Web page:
[thelist] front end design: liquid design

Gunlaug Sørtun gunlaugs at c2i.net
Mon Oct 20 01:10:37 CDT 2008

Erika wrote:

> Of those who do, what are your feelings these days about liquid 
> designs?

Liquid as in fluid ? :-)
(Those terms and how people use them are somewhat confusing.)

> like/dislike ?  and why.

In general I prefer fluid or semi-fluid over px/em-fixed.
Filling various viewports is good, IMO, but it depends on _how_ it is
filled (and of course what it is filled with).

Fluid designs with unrestricted line-lengths: generally not so good.
Example: Reading Wikipedia on wide viewports (1600 - 2400 wide) is hard,
but of course easy to remedy.

Wide px-fixed designs are not my favorites, but they're acceptable as
long as I can read one column/area on narrow viewports (600) without
having to scroll horizontally, and blow up font-size a bit without
losing content over the edges.

I generally dislike em-fixed (also known as "elastic") designs the most
because they tend to become wider than those narrow viewports pretty
quickly when subjected to font-resizing in any form. Often requiring
horizontal scrolling to read one column/area.
Annoying, and often completely unusable, IMO.


If one mixes px, em, percentages, min-width and max-width well, designs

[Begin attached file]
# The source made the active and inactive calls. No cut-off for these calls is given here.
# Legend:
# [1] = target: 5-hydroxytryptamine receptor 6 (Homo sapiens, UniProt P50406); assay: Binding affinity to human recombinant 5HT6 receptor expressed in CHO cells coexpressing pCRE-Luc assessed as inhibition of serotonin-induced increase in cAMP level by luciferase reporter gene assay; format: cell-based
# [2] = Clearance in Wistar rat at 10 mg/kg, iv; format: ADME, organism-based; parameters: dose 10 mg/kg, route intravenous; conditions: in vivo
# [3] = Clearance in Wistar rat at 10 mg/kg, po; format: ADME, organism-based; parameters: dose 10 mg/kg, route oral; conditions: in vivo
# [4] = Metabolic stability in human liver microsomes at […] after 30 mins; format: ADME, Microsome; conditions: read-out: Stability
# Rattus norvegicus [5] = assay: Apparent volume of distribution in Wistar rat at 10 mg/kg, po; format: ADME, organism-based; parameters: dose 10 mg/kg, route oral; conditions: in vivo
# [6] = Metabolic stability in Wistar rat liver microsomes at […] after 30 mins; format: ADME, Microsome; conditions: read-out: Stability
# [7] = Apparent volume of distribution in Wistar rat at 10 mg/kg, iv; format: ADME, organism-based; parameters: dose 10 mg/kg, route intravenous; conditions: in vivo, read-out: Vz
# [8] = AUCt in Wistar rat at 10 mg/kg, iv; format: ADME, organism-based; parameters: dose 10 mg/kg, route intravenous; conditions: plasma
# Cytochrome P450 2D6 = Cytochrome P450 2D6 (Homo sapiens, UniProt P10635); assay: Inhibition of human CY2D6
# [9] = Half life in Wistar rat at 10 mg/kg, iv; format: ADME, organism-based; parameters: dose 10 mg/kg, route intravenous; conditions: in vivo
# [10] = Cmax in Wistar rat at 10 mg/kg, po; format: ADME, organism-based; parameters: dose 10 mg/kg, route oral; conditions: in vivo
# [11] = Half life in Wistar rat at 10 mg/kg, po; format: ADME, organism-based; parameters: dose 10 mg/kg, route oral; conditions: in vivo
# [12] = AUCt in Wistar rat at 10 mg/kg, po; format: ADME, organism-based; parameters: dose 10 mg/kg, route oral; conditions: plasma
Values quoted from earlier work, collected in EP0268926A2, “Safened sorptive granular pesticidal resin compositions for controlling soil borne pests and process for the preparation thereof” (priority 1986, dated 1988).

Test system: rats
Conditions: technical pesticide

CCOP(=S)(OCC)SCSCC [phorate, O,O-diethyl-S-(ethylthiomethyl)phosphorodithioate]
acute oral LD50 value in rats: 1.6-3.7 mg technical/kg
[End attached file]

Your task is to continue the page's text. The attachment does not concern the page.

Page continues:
can turn out quite well no matter what they're called. Like many others
I often mix this way - designing semi-fluid, somewhat along these lines:

1: total width never wider than the viewport, at least not on viewports
from 600 upwards.

2: not too wide. 1280 is normally wide enough for me, although letting a
design go wider, maybe em-size it while restricting it to viewport
width, can work well in most cases.

3: restricted line-length - max-width. Restricting line-length in em or
px can work equally well, as long as point 1 and 2 overrules line-length.

4: fluidity normally means one has to control/restrict image-width one
way or another, which doesn't always work too well in all browsers. We
need better image-handling in browsers.


More information about the thelist mailing list